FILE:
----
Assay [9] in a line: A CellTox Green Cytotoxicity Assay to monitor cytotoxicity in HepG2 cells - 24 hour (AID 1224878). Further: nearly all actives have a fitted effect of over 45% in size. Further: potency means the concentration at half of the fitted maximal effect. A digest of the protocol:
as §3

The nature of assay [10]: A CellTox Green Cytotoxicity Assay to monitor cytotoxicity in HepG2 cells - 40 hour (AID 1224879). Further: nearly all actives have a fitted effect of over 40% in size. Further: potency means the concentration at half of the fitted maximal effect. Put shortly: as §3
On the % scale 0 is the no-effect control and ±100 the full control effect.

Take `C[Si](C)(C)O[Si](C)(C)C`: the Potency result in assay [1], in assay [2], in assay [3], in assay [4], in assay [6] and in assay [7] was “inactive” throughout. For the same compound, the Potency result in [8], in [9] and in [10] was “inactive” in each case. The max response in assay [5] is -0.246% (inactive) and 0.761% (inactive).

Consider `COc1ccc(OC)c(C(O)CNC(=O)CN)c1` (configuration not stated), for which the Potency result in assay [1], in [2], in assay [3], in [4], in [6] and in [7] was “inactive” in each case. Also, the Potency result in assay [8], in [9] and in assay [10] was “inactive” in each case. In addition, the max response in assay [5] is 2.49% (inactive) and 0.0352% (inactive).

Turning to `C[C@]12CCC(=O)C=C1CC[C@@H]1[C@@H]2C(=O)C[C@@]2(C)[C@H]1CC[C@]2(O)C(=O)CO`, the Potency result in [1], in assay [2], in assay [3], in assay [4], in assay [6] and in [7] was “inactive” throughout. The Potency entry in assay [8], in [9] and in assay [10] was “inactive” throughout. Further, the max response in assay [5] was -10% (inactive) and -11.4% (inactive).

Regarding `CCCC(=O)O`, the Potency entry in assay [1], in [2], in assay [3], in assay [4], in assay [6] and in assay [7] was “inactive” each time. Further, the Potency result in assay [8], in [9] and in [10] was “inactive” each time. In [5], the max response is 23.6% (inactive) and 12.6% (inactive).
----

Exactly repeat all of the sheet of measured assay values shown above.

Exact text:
Assay [9] in a line: A CellTox Green Cytotoxicity Assay to monitor cytotoxicity in HepG2 cells - 24 hour (AID 1224878). Further: nearly all actives have a fitted effect of over 45% in size. Further: potency means the concentration at half of the fitted maximal effect. A digest of the protocol:
as §3

The nature of assay [10]: A CellTox Green Cytotoxicity Assay to monitor cytotoxicity in HepG2 cells - 40 hour (AID 1224879). Further: nearly all actives have a fitted effect of over 40% in size. Further: potency means the concentration at half of the fitted maximal effect. Put shortly: as §3
On the % scale 0 is the no-effect control and ±100 the full control effect.

Take `C[Si](C)(C)O[Si](C)(C)C`: the Potency result in assay [1], in assay [2], in assay [3], in assay [4], in assay [6] and in assay [7] was “inactive” throughout. For the same compound, the Potency result in [8], in [9] and in [10] was “inactive” in each case. The max response in assay [5] is -0.246% (inactive) and 0.761% (inactive).

Consider `COc1ccc(OC)c(C(O)CNC(=O)CN)c1` (configuration not stated), for which the Potency result in assay [1], in [2], in assay [3], in [4], in [6] and in [7] was “inactive” in each case. Also, the Potency result in assay [8], in [9] and in assay [10] was “inactive” in each case. In addition, the max response in assay [5] is 2.49% (inactive) and 0.0352% (inactive).

Turning to `C[C@]12CCC(=O)C=C1CC[C@@H]1[C@@H]2C(=O)C[C@@]2(C)[C@H]1CC[C@]2(O)C(=O)CO`, the Potency result in [1], in assay [2], in assay [3], in assay [4], in assay [6] and in [7] was “inactive” throughout. The Potency entry in assay [8], in [9] and in assay [10] was “inactive” throughout. Further, the max response in assay [5] was -10% (inactive) and -11.4% (inactive).

Regarding `CCCC(=O)O`, the Potency entry in assay [1], in [2], in assay [3], in assay [4], in assay [6] and in assay [7] was “inactive” each time. Further, the Potency result in assay [8], in [9] and in [10] was “inactive” each time. In [5], the max response is 23.6% (inactive) and 12.6% (inactive).